In the case of APAC, equity allocations went up from 43.3% to 48.8% and alternatives & cash allocations increased from 3.4% to 5.7%. This is a combination of APAC funds allocating more to these asset classes, as well as strong investment returns from these asset classes over the period. However, APAC funds still have a long way to go before they reach similar levels with their peers in North America and Europe.

Jayne Bok, Head of Investments, Asia, at WTW says: “It’s encouraging to see APAC funds so well represented in the top 20 funds. They have shorter histories than their western counterparts, but they are growing rapidly, and the asset allocation continues to evolve over time. There is still room for improvement in terms of reducing home bias, achieving true diversification and greater portfolio efficiency, and doing more to integrate ESG into the investment process. However, I also want to recognise the huge amount of progress made so far. As these funds continue to grow in scale, they will have more scope to lean into their strengths and focus on honing their competitive advantages.”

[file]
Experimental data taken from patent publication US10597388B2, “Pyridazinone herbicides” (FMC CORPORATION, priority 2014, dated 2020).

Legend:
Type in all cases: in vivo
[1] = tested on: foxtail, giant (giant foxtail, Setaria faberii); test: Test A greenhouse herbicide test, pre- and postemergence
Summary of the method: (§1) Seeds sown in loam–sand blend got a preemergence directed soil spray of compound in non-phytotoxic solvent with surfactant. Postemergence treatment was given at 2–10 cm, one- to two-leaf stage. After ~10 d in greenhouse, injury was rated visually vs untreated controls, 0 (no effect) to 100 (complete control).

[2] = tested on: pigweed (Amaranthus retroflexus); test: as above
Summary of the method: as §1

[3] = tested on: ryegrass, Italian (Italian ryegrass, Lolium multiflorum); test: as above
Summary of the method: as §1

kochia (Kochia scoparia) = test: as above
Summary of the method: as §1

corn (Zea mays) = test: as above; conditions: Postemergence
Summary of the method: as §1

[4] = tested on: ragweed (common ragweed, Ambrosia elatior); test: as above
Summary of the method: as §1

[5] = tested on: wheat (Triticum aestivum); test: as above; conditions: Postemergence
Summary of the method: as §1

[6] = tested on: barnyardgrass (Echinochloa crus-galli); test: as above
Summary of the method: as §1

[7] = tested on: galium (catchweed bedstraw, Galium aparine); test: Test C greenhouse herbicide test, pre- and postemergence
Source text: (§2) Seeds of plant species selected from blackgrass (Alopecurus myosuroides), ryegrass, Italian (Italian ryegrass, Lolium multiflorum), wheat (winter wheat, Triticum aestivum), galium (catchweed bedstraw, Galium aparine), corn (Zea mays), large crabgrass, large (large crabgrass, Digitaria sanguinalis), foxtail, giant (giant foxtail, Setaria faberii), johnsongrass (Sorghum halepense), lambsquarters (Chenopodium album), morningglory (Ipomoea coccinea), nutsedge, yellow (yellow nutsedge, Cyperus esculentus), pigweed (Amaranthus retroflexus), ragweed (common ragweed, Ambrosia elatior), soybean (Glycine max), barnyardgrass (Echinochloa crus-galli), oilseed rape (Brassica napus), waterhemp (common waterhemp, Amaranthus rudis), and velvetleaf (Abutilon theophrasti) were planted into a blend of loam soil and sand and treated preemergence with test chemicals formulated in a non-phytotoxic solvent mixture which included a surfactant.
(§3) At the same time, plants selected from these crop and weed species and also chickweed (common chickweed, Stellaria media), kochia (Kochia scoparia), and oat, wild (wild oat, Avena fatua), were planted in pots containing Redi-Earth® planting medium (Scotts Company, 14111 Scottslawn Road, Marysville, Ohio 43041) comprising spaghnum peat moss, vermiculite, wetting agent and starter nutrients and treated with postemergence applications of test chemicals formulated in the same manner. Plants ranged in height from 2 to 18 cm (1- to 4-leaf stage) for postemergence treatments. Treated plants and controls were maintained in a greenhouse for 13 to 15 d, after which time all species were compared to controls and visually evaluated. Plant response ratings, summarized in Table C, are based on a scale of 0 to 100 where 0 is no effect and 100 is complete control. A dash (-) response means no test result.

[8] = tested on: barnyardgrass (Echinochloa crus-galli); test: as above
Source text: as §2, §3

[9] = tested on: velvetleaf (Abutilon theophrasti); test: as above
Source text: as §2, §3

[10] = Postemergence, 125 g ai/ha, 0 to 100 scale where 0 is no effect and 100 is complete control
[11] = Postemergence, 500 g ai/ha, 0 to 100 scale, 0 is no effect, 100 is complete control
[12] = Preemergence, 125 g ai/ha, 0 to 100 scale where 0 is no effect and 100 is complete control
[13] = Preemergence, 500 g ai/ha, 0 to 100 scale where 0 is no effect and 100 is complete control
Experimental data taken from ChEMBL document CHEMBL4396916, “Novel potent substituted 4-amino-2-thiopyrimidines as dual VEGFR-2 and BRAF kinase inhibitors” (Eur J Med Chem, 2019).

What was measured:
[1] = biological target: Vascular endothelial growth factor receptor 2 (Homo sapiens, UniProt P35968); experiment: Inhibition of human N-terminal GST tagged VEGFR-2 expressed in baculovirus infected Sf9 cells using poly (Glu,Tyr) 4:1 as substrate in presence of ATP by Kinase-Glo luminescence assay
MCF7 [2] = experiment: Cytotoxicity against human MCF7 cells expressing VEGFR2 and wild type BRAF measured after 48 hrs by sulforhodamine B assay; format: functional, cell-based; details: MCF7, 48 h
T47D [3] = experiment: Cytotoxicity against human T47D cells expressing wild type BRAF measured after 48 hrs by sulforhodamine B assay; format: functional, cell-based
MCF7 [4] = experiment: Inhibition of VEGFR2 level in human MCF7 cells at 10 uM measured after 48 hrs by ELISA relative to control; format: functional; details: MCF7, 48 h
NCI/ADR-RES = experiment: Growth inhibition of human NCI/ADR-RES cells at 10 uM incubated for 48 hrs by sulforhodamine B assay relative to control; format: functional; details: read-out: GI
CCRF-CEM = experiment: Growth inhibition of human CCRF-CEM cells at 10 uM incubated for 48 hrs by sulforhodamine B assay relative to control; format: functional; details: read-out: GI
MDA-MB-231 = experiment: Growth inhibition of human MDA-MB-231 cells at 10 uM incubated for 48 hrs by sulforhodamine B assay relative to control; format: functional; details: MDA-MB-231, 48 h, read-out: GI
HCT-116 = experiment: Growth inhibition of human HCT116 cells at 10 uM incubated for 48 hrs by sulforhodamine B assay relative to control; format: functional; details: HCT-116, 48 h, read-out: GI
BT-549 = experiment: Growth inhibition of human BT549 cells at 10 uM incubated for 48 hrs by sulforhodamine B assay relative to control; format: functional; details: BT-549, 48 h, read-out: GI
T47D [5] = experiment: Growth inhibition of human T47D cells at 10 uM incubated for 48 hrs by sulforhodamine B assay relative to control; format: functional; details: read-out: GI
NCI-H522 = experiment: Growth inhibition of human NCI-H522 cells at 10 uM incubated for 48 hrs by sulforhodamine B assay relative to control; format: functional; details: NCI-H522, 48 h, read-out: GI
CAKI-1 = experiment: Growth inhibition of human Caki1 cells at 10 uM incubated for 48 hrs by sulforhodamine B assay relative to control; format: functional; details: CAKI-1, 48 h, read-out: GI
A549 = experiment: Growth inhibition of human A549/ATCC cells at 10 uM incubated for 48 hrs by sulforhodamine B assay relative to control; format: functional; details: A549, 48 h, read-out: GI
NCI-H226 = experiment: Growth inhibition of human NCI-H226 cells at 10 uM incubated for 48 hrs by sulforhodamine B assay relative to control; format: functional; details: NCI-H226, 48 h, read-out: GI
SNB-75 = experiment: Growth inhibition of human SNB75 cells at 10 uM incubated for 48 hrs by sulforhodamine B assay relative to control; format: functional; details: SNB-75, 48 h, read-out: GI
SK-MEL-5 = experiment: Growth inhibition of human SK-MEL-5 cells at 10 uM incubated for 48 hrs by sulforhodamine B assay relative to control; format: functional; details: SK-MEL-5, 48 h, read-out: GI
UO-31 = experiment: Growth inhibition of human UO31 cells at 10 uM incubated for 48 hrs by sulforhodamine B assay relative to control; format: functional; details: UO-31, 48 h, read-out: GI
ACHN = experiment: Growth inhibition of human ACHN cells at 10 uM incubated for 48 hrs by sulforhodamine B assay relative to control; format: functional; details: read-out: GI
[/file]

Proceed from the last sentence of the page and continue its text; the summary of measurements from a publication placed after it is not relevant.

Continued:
The Government Pension Investment Fund of Japan (GPIF) remains the top pension fund, leading the AUM ranking with over US$ 1.7 trillion. It has remained in the top spot since 2002. The National Pension Fund in South Korea (3rd) maintained the same position as last year’s ranking, while China’s National Social Security has moved down by two places (8th) this year. The Central Provident Fund in Singapore retains its position (9th) in this year’s ranking.